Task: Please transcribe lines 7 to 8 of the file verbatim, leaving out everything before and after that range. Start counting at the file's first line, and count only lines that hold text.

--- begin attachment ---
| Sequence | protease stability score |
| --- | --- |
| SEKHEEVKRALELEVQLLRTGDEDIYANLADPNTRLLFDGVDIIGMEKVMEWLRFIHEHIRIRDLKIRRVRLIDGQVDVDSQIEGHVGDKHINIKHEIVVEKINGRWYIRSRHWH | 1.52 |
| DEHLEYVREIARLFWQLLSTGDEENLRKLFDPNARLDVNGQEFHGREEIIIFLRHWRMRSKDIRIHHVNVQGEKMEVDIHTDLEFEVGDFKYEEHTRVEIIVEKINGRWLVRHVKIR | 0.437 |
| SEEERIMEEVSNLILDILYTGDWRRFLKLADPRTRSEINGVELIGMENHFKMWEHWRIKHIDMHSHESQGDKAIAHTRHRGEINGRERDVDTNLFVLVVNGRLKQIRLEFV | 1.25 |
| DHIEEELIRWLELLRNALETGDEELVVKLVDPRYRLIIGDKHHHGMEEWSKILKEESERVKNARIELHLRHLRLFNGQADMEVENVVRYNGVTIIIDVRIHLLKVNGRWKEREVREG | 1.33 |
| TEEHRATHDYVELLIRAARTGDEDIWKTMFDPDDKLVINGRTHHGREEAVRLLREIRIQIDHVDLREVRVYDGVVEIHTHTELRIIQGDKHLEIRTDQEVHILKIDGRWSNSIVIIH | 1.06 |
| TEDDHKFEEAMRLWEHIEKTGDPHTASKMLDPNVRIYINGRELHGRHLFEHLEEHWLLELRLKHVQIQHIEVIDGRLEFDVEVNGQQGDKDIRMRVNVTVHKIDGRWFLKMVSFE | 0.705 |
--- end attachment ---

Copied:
| TEEHRATHDYVELLIRAARTGDEDIWKTMFDPDDKLVINGRTHHGREEAVRLLREIRIQIDHVDLREVRVYDGVVEIHTHTELRIIQGDKHLEIRTDQEVHILKIDGRWSNSIVIIH | 1.06 |
| TEDDHKFEEAMRLWEHIEKTGDPHTASKMLDPNVRIYINGRELHGRHLFEHLEEHWLLELRLKHVQIQHIEVIDGRLEFDVEVNGQQGDKDIRMRVNVTVHKIDGRWFLKMVSFE | 0.705 |